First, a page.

Texans Cut Off From Abortion Access in Oklahoma After State Bans Procedure

Oklahoma, a state which once served as a refuge for Texans seeking an abortion, has approved a bill to make pregnancy termination illegal.

In response to Texas enacting an abortion restriction in September 2021, banning the procedure after six weeks of pregnancy, many Texans fled to abortion clinics in Oklahoma. But Oklahoma passed a bill Tuesday that would make performing an abortion a felony if it isn't conducted to save the mother's life, making it harder for citizens in both states to get the procedure.

Oklahoma's GOP-controlled House voted 70-14 to send the bill to Republican Governor Kevin Stitt, who previously said he'd sign any anti-abortion bill that comes to his desk, according to the Associated Press. Once signed, the bill would make performing abortions illegal, punishable by up to 10 years in prison and a $100,000 fine.

"Oklahoma is going from a state where we've been a haven for refugees who've needed support to a state that has chosen to make refugees of its own citizens," said Emily Wales, interim president and CEO of Planned Parenthood Great Plains, which operates clinics in Oklahoma, Arkansas, Kansas and Missouri.

Ban abortion
Oklahoma has approved a bill to make pregnancy termination illegal. Above, Debra Sweet holds up a sign as she joins others gathered for a reproductive-rights rally on September 1, 2021, in downtown Brooklyn in New York City. Getty Images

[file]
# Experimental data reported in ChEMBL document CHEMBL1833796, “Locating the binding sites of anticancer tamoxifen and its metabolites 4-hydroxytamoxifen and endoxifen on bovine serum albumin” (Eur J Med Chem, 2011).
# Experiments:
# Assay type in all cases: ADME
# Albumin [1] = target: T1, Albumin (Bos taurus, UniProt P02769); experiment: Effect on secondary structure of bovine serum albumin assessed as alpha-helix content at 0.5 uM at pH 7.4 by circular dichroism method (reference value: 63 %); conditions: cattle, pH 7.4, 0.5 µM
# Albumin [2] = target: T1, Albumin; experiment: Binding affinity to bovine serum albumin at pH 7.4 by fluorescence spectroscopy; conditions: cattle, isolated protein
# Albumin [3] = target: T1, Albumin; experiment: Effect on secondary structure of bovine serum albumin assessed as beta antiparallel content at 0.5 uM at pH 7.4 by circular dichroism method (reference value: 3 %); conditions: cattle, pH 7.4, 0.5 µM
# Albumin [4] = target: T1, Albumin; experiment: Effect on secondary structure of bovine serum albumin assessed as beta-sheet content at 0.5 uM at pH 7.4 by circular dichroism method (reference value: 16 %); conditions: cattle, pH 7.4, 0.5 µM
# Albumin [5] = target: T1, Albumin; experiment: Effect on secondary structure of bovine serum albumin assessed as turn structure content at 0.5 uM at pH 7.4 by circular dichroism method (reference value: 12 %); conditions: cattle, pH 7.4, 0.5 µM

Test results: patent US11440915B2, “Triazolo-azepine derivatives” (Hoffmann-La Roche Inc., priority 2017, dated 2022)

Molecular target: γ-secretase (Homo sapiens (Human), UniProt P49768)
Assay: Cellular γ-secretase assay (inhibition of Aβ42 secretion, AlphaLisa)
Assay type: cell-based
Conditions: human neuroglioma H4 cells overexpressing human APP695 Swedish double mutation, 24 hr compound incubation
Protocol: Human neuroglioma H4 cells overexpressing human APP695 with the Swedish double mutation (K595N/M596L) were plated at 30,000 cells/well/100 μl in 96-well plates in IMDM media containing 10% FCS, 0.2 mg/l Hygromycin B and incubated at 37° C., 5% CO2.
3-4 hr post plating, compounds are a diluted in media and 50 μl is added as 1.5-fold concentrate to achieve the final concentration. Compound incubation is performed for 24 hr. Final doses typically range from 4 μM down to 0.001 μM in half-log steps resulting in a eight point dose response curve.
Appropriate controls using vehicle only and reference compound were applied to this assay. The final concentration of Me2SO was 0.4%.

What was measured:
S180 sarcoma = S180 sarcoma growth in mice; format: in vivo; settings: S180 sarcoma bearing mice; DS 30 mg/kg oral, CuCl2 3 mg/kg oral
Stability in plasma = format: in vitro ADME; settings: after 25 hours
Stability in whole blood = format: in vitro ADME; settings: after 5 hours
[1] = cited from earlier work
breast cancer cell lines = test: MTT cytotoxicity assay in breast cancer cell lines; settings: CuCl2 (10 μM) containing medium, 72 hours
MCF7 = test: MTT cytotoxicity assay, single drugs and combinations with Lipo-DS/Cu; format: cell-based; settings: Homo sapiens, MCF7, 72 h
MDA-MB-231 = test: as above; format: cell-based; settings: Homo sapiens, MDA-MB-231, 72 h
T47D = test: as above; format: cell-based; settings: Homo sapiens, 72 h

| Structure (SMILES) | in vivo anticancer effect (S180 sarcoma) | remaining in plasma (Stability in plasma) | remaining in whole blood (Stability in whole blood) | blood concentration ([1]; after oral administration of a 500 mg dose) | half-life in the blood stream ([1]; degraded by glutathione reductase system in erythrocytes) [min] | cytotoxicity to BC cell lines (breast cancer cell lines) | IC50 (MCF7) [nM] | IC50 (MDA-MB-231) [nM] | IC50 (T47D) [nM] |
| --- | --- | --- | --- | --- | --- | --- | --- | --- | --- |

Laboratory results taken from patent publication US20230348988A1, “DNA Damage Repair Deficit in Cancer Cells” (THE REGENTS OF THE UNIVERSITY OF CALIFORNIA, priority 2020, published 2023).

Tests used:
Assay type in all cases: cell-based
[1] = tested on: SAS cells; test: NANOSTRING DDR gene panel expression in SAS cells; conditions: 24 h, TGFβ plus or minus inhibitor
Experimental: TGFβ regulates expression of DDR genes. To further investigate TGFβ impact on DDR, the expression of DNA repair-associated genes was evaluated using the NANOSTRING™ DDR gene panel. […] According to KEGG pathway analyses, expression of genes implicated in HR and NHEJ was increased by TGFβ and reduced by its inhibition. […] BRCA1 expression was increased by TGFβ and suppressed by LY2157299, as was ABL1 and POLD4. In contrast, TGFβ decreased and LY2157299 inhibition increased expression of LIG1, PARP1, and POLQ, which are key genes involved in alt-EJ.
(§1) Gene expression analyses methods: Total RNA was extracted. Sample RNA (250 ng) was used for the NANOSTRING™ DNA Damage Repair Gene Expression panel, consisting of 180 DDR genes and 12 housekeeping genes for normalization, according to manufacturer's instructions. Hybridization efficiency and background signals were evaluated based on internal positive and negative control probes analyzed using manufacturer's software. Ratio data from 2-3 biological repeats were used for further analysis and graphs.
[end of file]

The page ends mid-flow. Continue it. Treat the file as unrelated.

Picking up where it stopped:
Since Texas passed the ban, residents received abortion care in other states including Oklahoma, Arkansas and Mississippi. Between September and December of last year, an average of 1,391 Texans per month obtained abortions at these out-of-state facilities, with monthly totals from 1,330 to 1,485, according to a study from the Texas Policy Evaluation Project at the University of Texas at Austin.

Nearly half of Texans that traveled out of state for abortions went to Oklahoma. The number of Texans seen at the four abortion clinics in that state is more than twice the monthly average of all abortion patients seen there in 2020, the study noted.

"Senate Bill 8 has not reduced the need for abortion care in Texas. Rather, it has greatly reduced in-state access and forced thousands of pregnant Texans to undertake long-distance trips to reach abortion facilities in other states," the study revealed. "Out-of-state travel, in turn, has meant forgoing the emotional, logistical—and even medical— support that could be found closer to home."

Planned Parenthood officials say that Oklahoma's abortion ban isn't just a state issue, but a national one since many patients are from out of state.

Oklahoma's bill passage came the same day that more than 100 people attended a "Bans Off Oklahoma" rally outside the state Capitol in support of abortion rights.

"These legislators have continued their relentless attacks on our freedoms," said Wales. "These restrictions are not about improving the safety of the work that we do. They are about shaming and stigmatizing people who need and deserve abortion access."

Newsweek reached out to Planned Parenthood and Stitt for comment.